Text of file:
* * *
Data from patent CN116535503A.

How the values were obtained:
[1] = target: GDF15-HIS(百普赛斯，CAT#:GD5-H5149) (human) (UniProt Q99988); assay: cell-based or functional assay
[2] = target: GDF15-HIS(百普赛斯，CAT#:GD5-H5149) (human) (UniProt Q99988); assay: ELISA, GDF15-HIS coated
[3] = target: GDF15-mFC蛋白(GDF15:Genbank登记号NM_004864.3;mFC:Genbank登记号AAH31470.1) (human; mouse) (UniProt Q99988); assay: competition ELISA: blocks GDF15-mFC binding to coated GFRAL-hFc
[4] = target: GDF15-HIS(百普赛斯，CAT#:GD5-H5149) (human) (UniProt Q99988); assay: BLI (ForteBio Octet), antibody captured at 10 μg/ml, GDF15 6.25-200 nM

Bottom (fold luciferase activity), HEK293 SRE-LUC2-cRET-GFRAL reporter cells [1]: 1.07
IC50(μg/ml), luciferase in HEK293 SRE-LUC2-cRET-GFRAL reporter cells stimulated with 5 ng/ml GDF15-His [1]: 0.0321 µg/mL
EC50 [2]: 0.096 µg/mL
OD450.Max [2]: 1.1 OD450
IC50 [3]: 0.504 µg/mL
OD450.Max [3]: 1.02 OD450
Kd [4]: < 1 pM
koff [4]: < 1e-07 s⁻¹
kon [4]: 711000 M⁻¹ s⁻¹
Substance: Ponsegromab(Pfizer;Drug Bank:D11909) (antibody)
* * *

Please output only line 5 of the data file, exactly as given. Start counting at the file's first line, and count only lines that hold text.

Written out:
[3] = target: GDF15-mFC蛋白(GDF15:Genbank登记号NM_004864.3;mFC:Genbank登记号AAH31470.1) (human; mouse) (UniProt Q99988); assay: competition ELISA: blocks GDF15-mFC binding to coated GFRAL-hFc